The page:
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Future Trends

Volume 3, 2014

By Charmaine N Clarke

For 36-year-old Jim Jin and his younger brother, internet finance is a seamless part of life. They don’t think twice about making investments online. Jin, who left his job as Associate Director at Oriental Securities Research Institute this February to be Crowd Funding Department Director at ecommerce giant JD.com is quick to reassure sceptics who question whether any major investor would ever do a multi-billion dollar deal online. “Banks didn’t earn trust overnight, it took time,” he said. “So if one day internet finance transactions can be included in the insurance deposit system people will learn to trust them.”

In 2013 Jin, whose past research has been on China’s banking industry, did a special report called Internet Changes Finance. Today, he is enrolled in CEIBS’ part-time FMBA programme, and he’s one of the financial sector’s young talents that are expected to play a vital role in the push to establish Shanghai as an international financial centre. 

He sees a very different financial landscape in China within the next five years with the post-90s generation, who are quick to embrace change, at the core. “Frankly, it’s difficult to teach older people to use innovative tools, so they will continue to use traditional banking services. For the young people, those who are the future of China, they are good at accepting new things. They will be the group that the financial services will need to focus on,” says Jin.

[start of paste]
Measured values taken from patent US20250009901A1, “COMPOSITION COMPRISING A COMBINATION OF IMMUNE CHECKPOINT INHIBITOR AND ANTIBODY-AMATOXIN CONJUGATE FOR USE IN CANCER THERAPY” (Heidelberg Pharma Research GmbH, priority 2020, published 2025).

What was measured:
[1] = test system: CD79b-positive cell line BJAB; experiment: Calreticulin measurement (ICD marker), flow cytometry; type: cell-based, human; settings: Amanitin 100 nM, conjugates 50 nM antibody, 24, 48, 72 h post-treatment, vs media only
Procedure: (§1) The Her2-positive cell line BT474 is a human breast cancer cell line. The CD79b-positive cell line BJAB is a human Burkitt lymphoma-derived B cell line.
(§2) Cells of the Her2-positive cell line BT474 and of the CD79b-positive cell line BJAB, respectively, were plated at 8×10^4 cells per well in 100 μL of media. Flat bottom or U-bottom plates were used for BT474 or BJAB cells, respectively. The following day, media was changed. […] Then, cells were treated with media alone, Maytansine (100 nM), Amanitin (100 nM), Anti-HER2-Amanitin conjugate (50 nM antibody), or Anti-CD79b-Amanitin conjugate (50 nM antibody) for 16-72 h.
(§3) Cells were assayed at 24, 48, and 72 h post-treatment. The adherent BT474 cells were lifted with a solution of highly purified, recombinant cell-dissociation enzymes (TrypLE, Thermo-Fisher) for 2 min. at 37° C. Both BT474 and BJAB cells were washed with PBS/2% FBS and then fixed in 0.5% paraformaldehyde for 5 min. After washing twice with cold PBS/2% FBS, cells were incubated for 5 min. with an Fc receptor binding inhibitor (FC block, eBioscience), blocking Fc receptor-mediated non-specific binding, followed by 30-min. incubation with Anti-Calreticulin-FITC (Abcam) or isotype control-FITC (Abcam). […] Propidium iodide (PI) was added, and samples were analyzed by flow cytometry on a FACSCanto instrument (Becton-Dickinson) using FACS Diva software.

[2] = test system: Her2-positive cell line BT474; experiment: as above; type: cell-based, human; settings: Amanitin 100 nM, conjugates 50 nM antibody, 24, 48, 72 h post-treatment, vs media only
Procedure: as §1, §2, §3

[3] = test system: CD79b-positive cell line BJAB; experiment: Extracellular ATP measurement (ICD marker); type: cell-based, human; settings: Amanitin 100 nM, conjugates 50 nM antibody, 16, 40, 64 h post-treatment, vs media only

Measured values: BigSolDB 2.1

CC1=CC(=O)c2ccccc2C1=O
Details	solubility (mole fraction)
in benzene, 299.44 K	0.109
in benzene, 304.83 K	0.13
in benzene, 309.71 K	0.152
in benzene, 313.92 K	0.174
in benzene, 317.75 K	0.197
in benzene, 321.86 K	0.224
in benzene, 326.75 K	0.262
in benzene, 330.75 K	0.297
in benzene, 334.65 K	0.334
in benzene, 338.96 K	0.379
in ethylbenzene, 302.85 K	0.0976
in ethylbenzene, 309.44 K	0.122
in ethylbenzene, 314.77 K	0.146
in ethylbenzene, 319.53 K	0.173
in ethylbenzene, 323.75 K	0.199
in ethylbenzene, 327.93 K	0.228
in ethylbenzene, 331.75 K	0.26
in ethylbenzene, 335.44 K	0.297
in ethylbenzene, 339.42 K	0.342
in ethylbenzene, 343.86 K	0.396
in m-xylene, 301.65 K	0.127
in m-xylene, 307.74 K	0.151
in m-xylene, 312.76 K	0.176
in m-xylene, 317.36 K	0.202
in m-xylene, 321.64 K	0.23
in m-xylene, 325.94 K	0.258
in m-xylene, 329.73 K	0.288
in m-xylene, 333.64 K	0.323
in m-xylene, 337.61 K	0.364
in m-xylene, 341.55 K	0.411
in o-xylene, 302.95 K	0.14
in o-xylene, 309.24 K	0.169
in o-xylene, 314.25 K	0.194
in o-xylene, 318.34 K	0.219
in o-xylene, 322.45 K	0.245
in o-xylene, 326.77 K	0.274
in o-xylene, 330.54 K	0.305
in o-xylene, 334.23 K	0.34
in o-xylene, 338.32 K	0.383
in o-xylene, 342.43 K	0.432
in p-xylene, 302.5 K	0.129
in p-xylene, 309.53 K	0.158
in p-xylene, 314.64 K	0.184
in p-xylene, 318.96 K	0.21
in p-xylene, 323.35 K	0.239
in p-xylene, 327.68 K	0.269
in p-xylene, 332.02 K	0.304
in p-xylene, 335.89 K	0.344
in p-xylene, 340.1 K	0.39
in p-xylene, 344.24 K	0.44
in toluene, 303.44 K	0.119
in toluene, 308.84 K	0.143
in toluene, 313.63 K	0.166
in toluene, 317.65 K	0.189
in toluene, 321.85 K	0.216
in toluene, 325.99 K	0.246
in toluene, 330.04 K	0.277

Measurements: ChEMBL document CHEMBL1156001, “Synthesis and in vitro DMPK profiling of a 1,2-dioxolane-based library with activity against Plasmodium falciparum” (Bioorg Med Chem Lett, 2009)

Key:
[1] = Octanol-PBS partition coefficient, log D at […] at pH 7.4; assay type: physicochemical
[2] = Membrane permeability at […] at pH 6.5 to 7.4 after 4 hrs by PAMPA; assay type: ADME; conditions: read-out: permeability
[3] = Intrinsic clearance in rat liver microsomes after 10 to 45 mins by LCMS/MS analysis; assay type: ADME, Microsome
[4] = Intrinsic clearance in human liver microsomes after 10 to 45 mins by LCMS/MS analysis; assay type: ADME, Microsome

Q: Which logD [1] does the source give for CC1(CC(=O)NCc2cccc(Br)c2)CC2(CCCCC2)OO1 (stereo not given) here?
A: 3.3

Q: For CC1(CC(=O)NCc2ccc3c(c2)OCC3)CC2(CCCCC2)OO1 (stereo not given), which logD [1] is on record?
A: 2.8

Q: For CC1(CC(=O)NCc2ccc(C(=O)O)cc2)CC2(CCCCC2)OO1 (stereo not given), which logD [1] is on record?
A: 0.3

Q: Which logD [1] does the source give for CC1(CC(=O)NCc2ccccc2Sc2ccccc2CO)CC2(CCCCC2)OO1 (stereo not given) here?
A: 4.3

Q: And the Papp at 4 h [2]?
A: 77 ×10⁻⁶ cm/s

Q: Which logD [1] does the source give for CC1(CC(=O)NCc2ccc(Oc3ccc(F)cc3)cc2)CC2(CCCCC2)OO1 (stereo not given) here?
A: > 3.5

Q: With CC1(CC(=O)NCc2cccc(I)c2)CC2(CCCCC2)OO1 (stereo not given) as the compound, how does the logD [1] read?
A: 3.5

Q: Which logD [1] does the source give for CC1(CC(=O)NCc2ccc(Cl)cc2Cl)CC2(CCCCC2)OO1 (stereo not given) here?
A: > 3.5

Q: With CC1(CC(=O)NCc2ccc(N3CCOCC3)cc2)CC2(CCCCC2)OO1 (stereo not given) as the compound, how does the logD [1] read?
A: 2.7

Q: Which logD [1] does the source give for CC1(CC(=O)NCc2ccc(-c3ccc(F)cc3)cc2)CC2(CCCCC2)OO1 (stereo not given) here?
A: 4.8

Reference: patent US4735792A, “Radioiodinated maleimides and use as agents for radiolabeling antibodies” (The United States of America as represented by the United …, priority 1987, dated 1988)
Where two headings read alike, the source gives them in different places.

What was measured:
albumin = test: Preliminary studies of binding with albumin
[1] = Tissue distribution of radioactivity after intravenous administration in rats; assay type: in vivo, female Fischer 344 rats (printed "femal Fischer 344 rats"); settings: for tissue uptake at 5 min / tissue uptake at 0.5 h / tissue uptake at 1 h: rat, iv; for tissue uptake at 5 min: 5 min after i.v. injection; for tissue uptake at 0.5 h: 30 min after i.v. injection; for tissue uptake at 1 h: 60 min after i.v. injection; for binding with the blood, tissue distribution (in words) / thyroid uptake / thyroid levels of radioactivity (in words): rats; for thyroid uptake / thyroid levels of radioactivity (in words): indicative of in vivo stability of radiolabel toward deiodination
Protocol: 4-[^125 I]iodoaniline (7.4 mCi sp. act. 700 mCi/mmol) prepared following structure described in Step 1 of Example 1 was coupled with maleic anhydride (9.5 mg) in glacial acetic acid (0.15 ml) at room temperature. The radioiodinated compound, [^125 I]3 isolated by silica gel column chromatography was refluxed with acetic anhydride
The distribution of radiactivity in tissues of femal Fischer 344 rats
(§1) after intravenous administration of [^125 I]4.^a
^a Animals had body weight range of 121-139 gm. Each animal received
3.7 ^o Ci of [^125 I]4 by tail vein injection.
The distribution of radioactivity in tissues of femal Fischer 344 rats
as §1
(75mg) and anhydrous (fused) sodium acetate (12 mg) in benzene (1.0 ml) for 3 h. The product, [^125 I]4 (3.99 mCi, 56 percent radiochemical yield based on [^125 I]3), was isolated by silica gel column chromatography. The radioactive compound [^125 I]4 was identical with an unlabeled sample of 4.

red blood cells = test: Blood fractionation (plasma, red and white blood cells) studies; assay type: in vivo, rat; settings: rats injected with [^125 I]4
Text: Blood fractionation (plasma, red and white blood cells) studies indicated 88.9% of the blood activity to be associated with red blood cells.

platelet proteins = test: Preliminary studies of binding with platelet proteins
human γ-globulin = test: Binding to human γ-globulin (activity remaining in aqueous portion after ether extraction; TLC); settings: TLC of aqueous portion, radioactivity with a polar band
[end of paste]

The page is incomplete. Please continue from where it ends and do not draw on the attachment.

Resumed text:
Within the next five years, he anticipates that most, if not all, types of payment will be done online, reducing the need for physical bank cards. He also believes that: competitors who now haggle over who owns big data will realise that it’s better to share this information as it will provide better control over credit risk; that Chinese consumers will become more financially savvy and therefore more willing to accept new products; and that Internet finance will accelerate the marketisation of interest rates, leading to more balance within the financial markets. He’s also convinced that the current frenzy around Internet financing will die down as the sector becomes more stable and sustainable. This will include weeding out of some of the weaker players.  

In terms of the future of the various financial products now available, Jin anticipates that P2P online lending, which he estimates now has about 2,000 players in China, and yu e bao which the government began to regulate after transaction volumes hit RMB 700 billion,  will be among those that will struggle in the future. Why? The highly anticipated liberalisation of interest rates will make bank’s products more competitively priced, plus a continued slowdown in the Chinese economy will mean there is less loan demand, he says. “But other products such as Ali small loan, JD bai tiao (a type of virtual credit card that can only be used to purchase the company’s goods) and some third party payment platforms will be more sustainable because they have risk control mechanisms,” he says. In fact, he thinks P2P online lending is already peaking in China. “If you analyse the normal trajectory of lending service it takes about 3-5 years to have full financial exposure. But basically for the P2P online lending services in China right now, most of them are already in the period of financial exposure,” explains Jin.